For me, that was and still is a very difficult thing to do, but I think I’m getting better at it. I’ve learned that a pure intuition tends to inject itself into my consciousness suddenly and with no warning. It’s like something that materializes out of thin air rather than something or someone who first knocks.
However to even get to this point I had work on keeping my mind open to such mercurial “thoughts.” I don’t think I can describe how that works exactly though.
This may not be what you’re talking about, or it may be an extremely specialized version of what you’re talking about, but one particular thing came to mind.
I was watching a documentary a couple of years ago (I don’t remember the name of it, or what program it was on) about a guy who could do complex calculations in his head, could recite pi up to an ungodly amount of digits, etc. When they asked him how he did it, he claims that he didn’t really know, he just sort of “sees” the answer as some combination of shapes and colors, and somehow is able to translate that into numbers.
One of the commentators speculated that his brain was actually performing the calculation without his conscious mind knowing anything about it, and was giving his conscious mind the answer.
I think that probably is the same thing, except he has higher level of conscious awareness than I ever will.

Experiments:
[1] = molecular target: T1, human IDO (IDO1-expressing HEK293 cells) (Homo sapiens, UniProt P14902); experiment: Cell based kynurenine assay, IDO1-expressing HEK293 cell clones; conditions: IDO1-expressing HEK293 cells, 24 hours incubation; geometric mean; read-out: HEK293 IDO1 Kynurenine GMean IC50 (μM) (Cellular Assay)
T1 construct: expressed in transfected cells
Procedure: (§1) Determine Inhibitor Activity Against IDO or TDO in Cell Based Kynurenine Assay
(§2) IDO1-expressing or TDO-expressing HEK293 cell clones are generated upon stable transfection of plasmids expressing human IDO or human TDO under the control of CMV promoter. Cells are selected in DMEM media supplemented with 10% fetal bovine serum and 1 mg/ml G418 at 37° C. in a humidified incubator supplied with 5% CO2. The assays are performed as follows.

However it could also be synesthesia. I think I saw the documentary you did and I remember the part about numbers being different colors. I might be imagining this part, but I think the pattern of colors also helped him remember. That makes sense to me since we seem to have the ability to remember fairly detailed patterns which can imbed a lot of information.
I used to know a girl who saw different letters and numbers in different colors. So for example, if you asked her something seemingly ridiculous like what color is 3, she would say red or blue or whatever. Unfortunately she was very reluctant to talk about it.
I don’t often have a strong sense that I should change my mind - but when I do, I’ve rarely regretted changing it. I highly recommend Malcolm Gladwell’s book Blink on both the usefulness and dangers of relying on intuition. Good stuff.
I do tend to listen to my intuition as much as possible, and it usually is right. I agree that my so-called intuition is my brain taking in everything and crunching numbers in my subconscious and coming up with an answer that my conscious mind might miss, or might overlook due to conscious preferences. I don’t tend to get a strong sense that I should change my mind - I take my intuition into the decision-making process more often than not, and I’m usually pretty happy with the results. I have one issue right now where I’m waffling (which clay to use - should I stick with Cone 6, or go back to Cone10?), but it isn’t a clear-cut issue, and I’m letting it sit for a few days to work it through, because either option has it’s pluses and minuses.